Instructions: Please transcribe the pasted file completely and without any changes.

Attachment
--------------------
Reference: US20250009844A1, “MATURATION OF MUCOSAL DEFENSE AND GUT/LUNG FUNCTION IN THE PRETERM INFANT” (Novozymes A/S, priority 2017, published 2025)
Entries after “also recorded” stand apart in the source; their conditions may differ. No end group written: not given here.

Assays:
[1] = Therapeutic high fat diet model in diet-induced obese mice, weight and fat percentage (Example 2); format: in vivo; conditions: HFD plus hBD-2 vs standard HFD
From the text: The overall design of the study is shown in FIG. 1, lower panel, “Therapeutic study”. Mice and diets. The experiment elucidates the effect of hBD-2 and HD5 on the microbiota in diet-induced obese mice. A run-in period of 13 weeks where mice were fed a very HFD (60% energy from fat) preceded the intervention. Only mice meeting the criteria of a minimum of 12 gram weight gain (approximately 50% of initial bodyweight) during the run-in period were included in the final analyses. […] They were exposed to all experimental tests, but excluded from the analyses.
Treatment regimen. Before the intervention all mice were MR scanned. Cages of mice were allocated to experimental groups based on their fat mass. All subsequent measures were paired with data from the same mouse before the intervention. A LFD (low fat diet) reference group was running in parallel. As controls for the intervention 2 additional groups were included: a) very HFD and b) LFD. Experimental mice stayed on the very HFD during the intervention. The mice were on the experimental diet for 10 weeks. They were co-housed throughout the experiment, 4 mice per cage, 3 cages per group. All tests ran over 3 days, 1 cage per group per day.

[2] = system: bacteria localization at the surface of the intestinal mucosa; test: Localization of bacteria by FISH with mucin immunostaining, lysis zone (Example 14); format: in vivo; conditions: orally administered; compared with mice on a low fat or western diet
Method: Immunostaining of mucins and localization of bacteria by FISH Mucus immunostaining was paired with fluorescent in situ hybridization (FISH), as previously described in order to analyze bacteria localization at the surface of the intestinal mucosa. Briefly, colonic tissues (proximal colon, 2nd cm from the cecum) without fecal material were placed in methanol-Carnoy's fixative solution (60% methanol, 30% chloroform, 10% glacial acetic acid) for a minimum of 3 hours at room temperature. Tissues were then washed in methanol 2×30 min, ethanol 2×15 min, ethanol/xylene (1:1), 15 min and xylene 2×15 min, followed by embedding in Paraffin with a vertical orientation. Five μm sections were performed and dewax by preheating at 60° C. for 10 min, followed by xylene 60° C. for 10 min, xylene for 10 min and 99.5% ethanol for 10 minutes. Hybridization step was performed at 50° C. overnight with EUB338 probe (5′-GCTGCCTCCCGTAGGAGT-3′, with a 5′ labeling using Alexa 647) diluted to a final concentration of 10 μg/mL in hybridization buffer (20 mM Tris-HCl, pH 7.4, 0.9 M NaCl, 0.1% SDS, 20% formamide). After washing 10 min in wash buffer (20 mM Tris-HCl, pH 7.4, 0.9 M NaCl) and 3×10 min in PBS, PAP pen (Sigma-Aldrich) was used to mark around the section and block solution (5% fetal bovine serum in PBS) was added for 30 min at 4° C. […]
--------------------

Reference: US20250009844A1, “MATURATION OF MUCOSAL DEFENSE AND GUT/LUNG FUNCTION IN THE PRETERM INFANT” (Novozymes A/S, priority 2017, published 2025)
Entries after “also recorded” stand apart in the source; their conditions may differ. No end group written: not given here.

Assays:
[1] = Therapeutic high fat diet model in diet-induced obese mice, weight and fat percentage (Example 2); format: in vivo; conditions: HFD plus hBD-2 vs standard HFD
From the text: The overall design of the study is shown in FIG. 1, lower panel, “Therapeutic study”. Mice and diets. The experiment elucidates the effect of hBD-2 and HD5 on the microbiota in diet-induced obese mice. A run-in period of 13 weeks where mice were fed a very HFD (60% energy from fat) preceded the intervention. Only mice meeting the criteria of a minimum of 12 gram weight gain (approximately 50% of initial bodyweight) during the run-in period were included in the final analyses. […] They were exposed to all experimental tests, but excluded from the analyses.
Treatment regimen. Before the intervention all mice were MR scanned. Cages of mice were allocated to experimental groups based on their fat mass. All subsequent measures were paired with data from the same mouse before the intervention. A LFD (low fat diet) reference group was running in parallel. As controls for the intervention 2 additional groups were included: a) very HFD and b) LFD. Experimental mice stayed on the very HFD during the intervention. The mice were on the experimental diet for 10 weeks. They were co-housed throughout the experiment, 4 mice per cage, 3 cages per group. All tests ran over 3 days, 1 cage per group per day.

[2] = system: bacteria localization at the surface of the intestinal mucosa; test: Localization of bacteria by FISH with mucin immunostaining, lysis zone (Example 14); format: in vivo; conditions: orally administered; compared with mice on a low fat or western diet
Method: Immunostaining of mucins and localization of bacteria by FISH Mucus immunostaining was paired with fluorescent in situ hybridization (FISH), as previously described in order to analyze bacteria localization at the surface of the intestinal mucosa. Briefly, colonic tissues (proximal colon, 2nd cm from the cecum) without fecal material were placed in methanol-Carnoy's fixative solution (60% methanol, 30% chloroform, 10% glacial acetic acid) for a minimum of 3 hours at room temperature. Tissues were then washed in methanol 2×30 min, ethanol 2×15 min, ethanol/xylene (1:1), 15 min and xylene 2×15 min, followed by embedding in Paraffin with a vertical orientation. Five μm sections were performed and dewax by preheating at 60° C. for 10 min, followed by xylene 60° C. for 10 min, xylene for 10 min and 99.5% ethanol for 10 minutes. Hybridization step was performed at 50° C. overnight with EUB338 probe (5′-GCTGCCTCCCGTAGGAGT-3′, with a 5′ labeling using Alexa 647) diluted to a final concentration of 10 μg/mL in hybridization buffer (20 mM Tris-HCl, pH 7.4, 0.9 M NaCl, 0.1% SDS, 20% formamide). After washing 10 min in wash buffer (20 mM Tris-HCl, pH 7.4, 0.9 M NaCl) and 3×10 min in PBS, PAP pen (Sigma-Aldrich) was used to mark around the section and block solution (5% fetal bovine serum in PBS) was added for 30 min at 4° C. […]